G1 is LG's second-generation 'Gallery' OLED TV with a slim design for flush wall-mounting. It is also equipped with LG's first 'Evo' OLED panel as well as HDMI 2.1, webOS 6.0 with Game Optimizer, and the other 2021 features. As opposed to the more affordable LG C1, G1 is available only in 55–77 inches – not 48 or 83 inches.
Also read: LG 2021 TV line-up
Price and retailers:
Why should you pay more for LG G1 over C1? The main reason should be its thin design because other than that there are few noticeable differences. Historically, most OLED TVs have been equipped with the unsightly electronics box on the back. It houses driving electronics, boards, input/output ports, power circuit etc. The only alternative before 2021 was LG's W range (wallpaper), which was as thin as a cardboard but it required rather bulky soundbar with built-in driving electronics.
The W range has been discontinued in 2021 after LG introduced its G range of 'Gallery' OLED TVs in 2020. Like last year's GX, the new G1 has a fully integrated design with all electronic components hidden behind the panel, and the two look more or less identical. G1 is not ultra thin but it comes bundled with a slim wall bracket solution for flush wall-mounting. It is a clever little system where it is possible to pull out the bracket if you need to connect additional cables. It does not swivel or tilt. The back of the TV has recess paths for cables so G1 still looks clean and elegant even with many HDMI cables plugged in. In addition, LG has included an IR emitter that can be extended down into a rack or furniture where it can emit Infrared commands to control other devices.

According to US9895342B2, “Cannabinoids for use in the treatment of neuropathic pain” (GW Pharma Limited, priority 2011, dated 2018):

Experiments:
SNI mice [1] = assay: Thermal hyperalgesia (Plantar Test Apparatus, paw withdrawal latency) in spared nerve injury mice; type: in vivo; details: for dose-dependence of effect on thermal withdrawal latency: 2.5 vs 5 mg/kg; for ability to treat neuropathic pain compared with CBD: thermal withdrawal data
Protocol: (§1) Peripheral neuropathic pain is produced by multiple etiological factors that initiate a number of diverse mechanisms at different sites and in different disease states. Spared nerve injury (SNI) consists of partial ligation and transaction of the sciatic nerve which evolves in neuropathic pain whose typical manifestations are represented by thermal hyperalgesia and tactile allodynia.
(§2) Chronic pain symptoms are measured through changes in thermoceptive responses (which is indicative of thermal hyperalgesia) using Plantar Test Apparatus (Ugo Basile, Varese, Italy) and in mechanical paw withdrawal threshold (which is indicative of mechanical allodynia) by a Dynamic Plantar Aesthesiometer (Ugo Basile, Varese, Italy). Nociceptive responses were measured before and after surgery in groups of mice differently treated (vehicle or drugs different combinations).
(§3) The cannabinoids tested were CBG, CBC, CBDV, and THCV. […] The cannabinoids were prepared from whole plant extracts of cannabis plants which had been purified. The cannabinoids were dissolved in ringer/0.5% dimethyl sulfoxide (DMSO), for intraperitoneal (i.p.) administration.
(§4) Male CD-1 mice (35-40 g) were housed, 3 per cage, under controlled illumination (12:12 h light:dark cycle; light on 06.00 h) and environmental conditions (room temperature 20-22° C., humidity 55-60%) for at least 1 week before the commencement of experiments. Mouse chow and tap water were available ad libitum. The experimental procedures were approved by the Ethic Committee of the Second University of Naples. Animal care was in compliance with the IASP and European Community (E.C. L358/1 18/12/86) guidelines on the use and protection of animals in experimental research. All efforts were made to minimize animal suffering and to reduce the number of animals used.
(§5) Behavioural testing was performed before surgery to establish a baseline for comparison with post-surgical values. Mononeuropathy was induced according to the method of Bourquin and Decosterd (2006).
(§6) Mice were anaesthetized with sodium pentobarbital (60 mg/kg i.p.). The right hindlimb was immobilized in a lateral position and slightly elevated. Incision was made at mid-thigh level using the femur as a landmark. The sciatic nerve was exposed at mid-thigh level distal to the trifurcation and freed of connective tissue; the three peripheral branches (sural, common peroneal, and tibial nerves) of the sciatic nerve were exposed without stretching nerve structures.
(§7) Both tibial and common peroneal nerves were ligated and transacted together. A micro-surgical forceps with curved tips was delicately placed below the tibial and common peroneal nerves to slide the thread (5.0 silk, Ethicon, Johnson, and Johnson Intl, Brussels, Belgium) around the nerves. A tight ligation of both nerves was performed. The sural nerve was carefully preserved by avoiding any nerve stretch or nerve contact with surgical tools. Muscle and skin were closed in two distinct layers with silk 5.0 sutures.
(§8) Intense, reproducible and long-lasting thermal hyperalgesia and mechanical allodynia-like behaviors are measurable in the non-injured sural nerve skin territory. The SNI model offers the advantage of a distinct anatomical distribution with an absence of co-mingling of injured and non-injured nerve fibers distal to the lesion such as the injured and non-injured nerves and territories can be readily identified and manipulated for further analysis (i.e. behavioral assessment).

It is still possible to have LG G1 on a tabletop stand but the feet must be purchased separately as only the wall bracket is bundled in the box. If you are looking for a tabletop based TV, G1 is probably not the logical choice in the first place. We put G1 on feet only because it is impractical to wall-mount review samples. Also, for the first time LG is offering a floor stand for its OLED TVs. It is available as a separate purchase and is compatible with G1 along with other 2021, 2020, and 2019 OLED models. We did not have the floor stand available for the review but it is depicted in one of LG's model pictures above.
Like C1, G1 is equipped with four HDMI 2.1 ports to let users connect multiple 'next-gen' game consoles and players. It features the other usual ports too including Ethernet and USB but note that any USB storage device must be thin and small enough to fit into one of the recesses on the back of G1, so you should probably look for an SSD solution. All ports face either to the side or down – unlike C1 which still has rear-facing ports.
As for the panel, G1 looks like C1 and has the same type of anti-reflective coating. Although effective, it still has a mirror effect in a bright viewing environment and it does not match Samsung's excellent coating in its high-end LCD TVs, which more effectively reduces reflections. In the photo below you see the morning sun shining through a glass door behind the TV, reflected in the screen.
Note: Unfortunately, some of our photos have a moiré effect that was only discovered after we returned the TV. Ignore the moiré as it is not related to the actual OLED panel.
User experience & features